Receiving Feedback

 

In our current ongoing conversation about listening skills, I wanted to talk about feedback.  We have been discussing listening in the context of enrollment.  Our goal is to “enroll” others to join us in what we want – for them to be a new client, or continue as a satisfied client, to buy our product, or to refer us to others.  In enrollment, we must listen very closely to what the other person is telling us.  In Part V – Listen, of the series on enrollment, I introduced the reflective listening model.  In this model, we listen closely and indicate we are hearing the other person by reflecting back what we think that person is saying.

Many businesses ask for feedback.  They have differing reasons for doing so.  The best reason to seek feedback, in my view, is to learn and grow.  If this is the purpose, we need to ask questions that generate useful information.  This type of question, as we discussed in an earlier blog (Part IV – Ask) is an open-ended question.  The best information is obtained by asking questions like “what do you like best about our business?” “what would you like to see us improve?”  An example of a question that does not elicit useful information is “would you refer us to a friend?”  This tells you only if they are happy or not, but not the most important element WHY are they happy or unhappy?

Once you get the feedback, comes the listening.  If you ask for feedback and you do nothing with it, you have not shown that you hear what the person is saying.  My local YMCA is a great example of dealing well with feedback.  They ask for feedback on 5X7 cards.  After the card is submitted, the YMCA representative responsible for dealing with the issue writes on the card what they will do about the issue.  Then they post the cards on a bulletin board for all to see.  When I complained that they were using Styrofoam cups and I had a concern of their environmental impact, the Y representative not only wrote on the card, but called me to talk about a potential solution.  He reflected back my concerns.  We brainstormed options.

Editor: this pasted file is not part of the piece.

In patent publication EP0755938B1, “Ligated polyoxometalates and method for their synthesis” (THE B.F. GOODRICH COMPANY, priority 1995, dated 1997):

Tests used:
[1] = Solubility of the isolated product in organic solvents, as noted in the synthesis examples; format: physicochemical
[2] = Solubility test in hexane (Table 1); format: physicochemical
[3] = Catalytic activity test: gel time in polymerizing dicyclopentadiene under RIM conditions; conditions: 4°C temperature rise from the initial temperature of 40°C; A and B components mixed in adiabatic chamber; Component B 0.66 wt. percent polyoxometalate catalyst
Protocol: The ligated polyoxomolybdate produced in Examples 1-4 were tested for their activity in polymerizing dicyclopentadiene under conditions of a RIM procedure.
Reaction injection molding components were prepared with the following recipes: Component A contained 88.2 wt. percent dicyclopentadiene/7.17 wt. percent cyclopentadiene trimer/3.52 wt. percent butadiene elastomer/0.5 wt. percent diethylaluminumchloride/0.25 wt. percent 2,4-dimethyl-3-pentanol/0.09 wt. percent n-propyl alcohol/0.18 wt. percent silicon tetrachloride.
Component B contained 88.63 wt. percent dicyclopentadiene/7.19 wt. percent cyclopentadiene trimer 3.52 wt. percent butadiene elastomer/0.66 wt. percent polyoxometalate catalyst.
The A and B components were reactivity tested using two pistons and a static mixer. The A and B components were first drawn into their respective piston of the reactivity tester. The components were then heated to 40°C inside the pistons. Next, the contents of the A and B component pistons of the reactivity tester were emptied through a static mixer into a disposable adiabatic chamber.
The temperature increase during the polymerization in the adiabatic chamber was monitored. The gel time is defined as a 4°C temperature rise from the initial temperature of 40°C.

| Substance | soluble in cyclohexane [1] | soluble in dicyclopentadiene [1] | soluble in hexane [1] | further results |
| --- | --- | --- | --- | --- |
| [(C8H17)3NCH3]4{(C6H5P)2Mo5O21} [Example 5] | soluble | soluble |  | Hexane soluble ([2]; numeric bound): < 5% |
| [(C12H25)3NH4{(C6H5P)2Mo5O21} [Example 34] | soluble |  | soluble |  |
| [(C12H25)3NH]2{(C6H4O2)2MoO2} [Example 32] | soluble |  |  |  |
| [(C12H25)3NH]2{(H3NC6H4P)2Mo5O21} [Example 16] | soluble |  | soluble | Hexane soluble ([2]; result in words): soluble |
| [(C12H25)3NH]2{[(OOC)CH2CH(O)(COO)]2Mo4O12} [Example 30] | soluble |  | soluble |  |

I can tell you I felt heard.  The interesting addition to this is that I did not get the result I wanted, but I still felt heard.  You cannot underestimate the value of truly listening to your customers.

On the other end of the spectrum, I recently had an experience I considered in my view “unprofessional” with a company I truly respected.  When I emailed and told them I felt they had been unprofessional, they did not respond to me.  Being ignored caused me to lose respect for them and question whether I wanted to continue to work with them.  As I continued to complain up the chain of command, I did finally feel heard.  The lesson here is train people on all levels simply to hear – to reflect back.  No one had to admit any mistake.  Had they simply said to me, “I can see you are feeling you were treated unprofessionally,” I would have felt they heard me.

This can make a big difference in your company.  Share your experiences with giving and receiving feedback!

About the Author

Cami McLaren

Cami McLaren

is the owner of McLaren Coaching. She has been coaching professionals and leaders since early 2008. She runs Transformative Coaching Essentials, a coach training program that produces first rate Professional Coaches and "Coach-Style Leaders." She coaches individually and works with organizations to improve communication, time management, productivity and ultimately bring greater results.

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